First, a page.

Our state’s pension rewards employees for their long term commitment of service to our citizens. The state must keep its promise to its employees by fixing the pension system without reducing the retirement security of state employees and teachers. Unlike private sector employees, state employees are not covered by Social Security — the state pension is their sole retirement benefit. We must fund the pension system to keep employees whole, including both the portion that would have been paid by social security and benefits comparable to employees in other states.

Funding of the teachers and college pension systems should not be transferred to school districts and our universities. Such an approach does not eliminate the cost to taxpayers, it just employs the local board as the new tax collector. Ann recognizes that placing individual school districts in the role of primary payer would mean school boards choosing between raising property taxes or cutting programs. The result would be either reducing the quality of education, or increasing increasing the burden on homeowners and small businesses. The state must step up and make good on their obligations.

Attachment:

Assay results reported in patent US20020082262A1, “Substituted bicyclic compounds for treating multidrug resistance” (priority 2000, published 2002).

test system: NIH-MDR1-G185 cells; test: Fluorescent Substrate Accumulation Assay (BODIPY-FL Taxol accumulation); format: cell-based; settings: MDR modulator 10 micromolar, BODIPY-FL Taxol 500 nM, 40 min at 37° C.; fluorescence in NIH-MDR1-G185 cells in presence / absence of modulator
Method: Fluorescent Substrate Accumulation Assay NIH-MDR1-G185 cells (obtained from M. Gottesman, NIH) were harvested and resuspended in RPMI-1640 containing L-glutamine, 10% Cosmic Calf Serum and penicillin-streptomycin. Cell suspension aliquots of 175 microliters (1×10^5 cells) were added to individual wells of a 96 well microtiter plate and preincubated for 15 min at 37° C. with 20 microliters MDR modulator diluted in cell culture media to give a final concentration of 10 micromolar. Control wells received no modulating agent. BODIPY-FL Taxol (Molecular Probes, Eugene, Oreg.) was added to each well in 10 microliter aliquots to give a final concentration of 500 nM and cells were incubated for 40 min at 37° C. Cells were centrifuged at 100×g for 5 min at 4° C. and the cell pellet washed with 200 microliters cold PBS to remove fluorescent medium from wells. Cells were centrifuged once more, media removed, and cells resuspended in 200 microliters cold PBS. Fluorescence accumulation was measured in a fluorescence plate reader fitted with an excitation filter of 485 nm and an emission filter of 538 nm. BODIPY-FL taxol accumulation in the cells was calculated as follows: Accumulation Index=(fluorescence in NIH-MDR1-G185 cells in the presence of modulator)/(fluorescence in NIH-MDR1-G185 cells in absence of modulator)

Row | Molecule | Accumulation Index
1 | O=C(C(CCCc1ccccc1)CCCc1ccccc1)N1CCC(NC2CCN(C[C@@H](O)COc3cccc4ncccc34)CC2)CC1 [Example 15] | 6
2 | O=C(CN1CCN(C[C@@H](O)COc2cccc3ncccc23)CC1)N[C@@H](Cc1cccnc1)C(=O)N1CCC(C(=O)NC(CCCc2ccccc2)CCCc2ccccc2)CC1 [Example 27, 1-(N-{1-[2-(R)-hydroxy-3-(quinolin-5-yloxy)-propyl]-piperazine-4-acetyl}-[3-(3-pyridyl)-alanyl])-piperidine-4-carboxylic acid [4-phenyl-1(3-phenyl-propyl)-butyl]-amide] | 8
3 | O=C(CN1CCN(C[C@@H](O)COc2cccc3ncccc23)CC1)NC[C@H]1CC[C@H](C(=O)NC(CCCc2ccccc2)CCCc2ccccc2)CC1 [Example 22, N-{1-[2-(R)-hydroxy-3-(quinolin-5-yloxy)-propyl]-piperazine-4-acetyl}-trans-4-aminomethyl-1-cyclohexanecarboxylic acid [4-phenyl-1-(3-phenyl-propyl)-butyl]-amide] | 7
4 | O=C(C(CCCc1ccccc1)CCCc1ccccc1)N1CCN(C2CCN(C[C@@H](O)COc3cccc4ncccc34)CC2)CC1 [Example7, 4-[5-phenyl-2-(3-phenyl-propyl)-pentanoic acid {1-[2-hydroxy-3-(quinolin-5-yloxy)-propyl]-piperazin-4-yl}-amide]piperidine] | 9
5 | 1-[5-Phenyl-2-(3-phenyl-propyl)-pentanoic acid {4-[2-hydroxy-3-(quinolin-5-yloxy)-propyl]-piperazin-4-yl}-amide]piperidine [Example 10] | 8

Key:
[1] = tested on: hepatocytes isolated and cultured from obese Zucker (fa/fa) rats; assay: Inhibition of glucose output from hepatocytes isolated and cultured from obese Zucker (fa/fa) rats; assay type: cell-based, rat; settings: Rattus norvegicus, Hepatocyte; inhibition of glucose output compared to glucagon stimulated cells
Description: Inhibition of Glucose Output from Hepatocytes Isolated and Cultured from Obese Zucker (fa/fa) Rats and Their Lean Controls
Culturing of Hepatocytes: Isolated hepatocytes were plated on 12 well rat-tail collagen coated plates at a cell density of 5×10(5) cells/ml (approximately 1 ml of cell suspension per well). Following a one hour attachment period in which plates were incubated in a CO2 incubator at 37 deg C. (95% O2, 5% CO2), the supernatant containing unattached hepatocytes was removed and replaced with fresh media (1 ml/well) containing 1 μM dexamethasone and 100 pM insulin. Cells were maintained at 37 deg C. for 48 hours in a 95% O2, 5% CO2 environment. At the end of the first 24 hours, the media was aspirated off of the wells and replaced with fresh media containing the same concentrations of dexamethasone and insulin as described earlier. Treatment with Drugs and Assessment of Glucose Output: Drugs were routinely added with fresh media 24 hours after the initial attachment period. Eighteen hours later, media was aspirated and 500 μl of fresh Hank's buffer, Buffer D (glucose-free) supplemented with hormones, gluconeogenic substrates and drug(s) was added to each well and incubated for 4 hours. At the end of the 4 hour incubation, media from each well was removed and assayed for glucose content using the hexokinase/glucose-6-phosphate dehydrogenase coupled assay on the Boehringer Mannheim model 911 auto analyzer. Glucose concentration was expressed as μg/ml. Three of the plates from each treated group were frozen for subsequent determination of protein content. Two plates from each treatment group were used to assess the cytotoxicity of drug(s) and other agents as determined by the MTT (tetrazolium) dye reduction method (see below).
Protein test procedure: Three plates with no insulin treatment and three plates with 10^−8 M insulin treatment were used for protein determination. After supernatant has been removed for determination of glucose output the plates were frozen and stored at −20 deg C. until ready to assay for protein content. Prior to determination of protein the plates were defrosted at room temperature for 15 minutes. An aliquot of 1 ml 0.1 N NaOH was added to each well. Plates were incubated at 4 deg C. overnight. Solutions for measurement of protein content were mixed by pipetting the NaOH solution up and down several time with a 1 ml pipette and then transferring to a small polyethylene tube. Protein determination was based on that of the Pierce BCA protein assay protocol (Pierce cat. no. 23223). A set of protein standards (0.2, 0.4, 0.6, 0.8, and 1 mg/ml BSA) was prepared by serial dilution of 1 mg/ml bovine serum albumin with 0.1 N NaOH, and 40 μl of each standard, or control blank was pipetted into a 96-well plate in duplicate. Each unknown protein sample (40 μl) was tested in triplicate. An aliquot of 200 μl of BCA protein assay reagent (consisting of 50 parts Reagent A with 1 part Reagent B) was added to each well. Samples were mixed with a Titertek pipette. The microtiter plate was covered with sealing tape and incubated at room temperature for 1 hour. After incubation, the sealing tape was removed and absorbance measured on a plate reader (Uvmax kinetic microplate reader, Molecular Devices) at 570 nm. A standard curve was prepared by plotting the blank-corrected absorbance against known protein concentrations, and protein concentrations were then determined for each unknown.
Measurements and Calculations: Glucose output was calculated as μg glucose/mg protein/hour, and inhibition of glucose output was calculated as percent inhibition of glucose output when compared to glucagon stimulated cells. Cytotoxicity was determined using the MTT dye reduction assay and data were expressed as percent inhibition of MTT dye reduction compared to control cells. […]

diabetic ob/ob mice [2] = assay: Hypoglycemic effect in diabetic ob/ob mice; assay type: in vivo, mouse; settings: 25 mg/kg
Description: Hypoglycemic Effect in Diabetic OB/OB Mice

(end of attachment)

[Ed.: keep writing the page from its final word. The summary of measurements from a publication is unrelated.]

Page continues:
Ann endorses a simple fix to fund the pension liability by amortizing the liability over a fifty year period at a set rate. This is like refinancing your mortgage to achieve a lower rate. While slightly more costly at first, it would save the state millions of dollars in the long run.